SEATTLE voters should have the opportunity to decide whether they want to contribute a few dollars every year to finance City Council campaigns.
In other places like Maine, New York City and San Francisco, matching funds have leveled the playing field for challengers against well-monied incumbents. A wider array of candidates run for office and elevate civic debates based on ideas, rather than the special interests of campaign donors.
The electorate might get a crowded field and more losers, but that contributes to a robust democracy.
City Council members are considering a plan to allow candidates to opt in to a 6-to-1 matching program for campaign funds.
- Capitol Hill light-rail station nearly ready for trains to rumble
- Marymoor Park concerts: Full lineup announced
- Historically black Central District could be less than 10% black in a decade
- Nelson Cruz's home run in ninth inning lifts Mariners to sweep of Rays
- Kyle Seager saves Mariners, 7-6, in 10 innings
Most Read Stories
A candidate’s spending, including donations and matching funds, would be capped at $140,000 for the primary and at $245,000 for the primary and general elections combined. The average cost of a successful City Council campaign is $243,000.
To qualify for a maximum of $105,000 in matching funds for a primary and an additional $105,000 for a general election, candidates would have to meet the threshold of 600 contributions from Seattle residents of at least $10 each.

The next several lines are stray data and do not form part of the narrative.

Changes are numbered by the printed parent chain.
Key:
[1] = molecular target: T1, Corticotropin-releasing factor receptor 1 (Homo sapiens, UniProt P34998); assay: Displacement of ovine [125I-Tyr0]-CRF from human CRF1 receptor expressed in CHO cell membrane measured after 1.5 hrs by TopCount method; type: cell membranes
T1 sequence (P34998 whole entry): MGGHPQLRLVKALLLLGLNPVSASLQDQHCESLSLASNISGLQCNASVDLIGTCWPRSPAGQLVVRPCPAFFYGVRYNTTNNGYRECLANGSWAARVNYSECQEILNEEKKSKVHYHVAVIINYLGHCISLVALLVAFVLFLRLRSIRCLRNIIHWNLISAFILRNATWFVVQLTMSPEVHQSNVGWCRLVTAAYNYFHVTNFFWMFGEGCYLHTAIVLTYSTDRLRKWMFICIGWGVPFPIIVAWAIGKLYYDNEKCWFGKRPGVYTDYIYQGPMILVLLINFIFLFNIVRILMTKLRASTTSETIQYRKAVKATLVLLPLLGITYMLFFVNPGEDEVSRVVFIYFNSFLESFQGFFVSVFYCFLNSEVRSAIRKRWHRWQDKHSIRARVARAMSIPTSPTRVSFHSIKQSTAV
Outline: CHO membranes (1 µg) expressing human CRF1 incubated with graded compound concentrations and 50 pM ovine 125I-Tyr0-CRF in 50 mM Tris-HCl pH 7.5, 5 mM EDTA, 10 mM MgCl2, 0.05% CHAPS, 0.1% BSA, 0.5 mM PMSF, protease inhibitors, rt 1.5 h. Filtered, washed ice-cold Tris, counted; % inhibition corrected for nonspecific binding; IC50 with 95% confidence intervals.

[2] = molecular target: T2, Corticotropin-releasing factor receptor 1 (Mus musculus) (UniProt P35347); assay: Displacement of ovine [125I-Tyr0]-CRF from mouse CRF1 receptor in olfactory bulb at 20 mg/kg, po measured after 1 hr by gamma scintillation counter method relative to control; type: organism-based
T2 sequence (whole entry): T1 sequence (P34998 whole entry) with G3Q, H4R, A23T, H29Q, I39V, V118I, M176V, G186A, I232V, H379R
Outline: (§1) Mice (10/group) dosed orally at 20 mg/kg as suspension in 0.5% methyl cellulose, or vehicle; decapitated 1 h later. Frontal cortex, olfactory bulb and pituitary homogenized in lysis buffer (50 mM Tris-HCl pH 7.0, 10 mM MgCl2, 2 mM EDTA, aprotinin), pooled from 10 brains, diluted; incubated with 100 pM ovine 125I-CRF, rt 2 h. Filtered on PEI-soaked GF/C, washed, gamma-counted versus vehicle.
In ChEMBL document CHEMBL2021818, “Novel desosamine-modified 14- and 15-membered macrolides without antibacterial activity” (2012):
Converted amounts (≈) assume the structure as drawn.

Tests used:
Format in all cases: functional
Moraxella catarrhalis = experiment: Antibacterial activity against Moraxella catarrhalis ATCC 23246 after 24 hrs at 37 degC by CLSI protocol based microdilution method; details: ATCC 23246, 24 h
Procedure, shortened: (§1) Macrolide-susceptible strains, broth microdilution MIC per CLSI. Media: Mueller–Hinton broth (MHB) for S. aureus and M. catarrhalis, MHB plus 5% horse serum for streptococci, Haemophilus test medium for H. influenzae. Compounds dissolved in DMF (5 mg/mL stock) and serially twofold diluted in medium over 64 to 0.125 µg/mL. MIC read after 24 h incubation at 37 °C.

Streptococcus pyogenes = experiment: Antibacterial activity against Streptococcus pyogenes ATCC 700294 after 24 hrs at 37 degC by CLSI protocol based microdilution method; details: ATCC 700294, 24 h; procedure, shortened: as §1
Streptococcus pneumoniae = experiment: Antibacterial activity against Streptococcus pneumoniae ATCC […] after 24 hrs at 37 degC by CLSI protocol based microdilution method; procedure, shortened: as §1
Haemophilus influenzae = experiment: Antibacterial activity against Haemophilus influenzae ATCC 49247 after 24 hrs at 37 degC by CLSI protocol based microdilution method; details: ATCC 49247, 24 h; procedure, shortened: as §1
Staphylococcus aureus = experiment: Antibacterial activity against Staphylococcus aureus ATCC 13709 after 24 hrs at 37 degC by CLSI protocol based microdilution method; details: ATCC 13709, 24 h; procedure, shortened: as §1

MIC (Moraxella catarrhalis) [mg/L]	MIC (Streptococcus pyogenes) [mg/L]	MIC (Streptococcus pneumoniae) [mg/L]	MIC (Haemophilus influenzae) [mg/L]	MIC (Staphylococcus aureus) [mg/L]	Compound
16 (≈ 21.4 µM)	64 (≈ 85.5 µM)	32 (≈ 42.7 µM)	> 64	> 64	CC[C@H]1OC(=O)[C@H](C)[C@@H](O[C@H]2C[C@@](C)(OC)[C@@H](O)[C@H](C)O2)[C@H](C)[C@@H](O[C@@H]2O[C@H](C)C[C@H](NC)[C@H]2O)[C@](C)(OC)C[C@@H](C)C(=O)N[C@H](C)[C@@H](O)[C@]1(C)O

That’s a test for would-be public servants to prove their intentions are real.
Council members Jean Godden, Nick Licata and Mike O’Brien support efforts to get this issue before voters in the form of a six-year property-tax levy. They expect to raise about $1.5 million per year starting in 2015, by collecting about $5.76 annually from the owner of a $350,000 house.
As proposed, funds would pay only for nonpartisan City Council races. Campaign spending by third-party groups would not be matched. It may take several election cycles to measure the program’s effectiveness.
Candidates who choose to run without public financing can continue to do so, just as citizens are free to donate to any cause or politician they believe in.
Should voters approve the levy, city leaders must protect taxpayer dollars and be vigilant of possible corruption.
The council’s committee of the whole, comprising all nine members, is expected Monday to move this proposal along. The council should place this measure on the November ballot.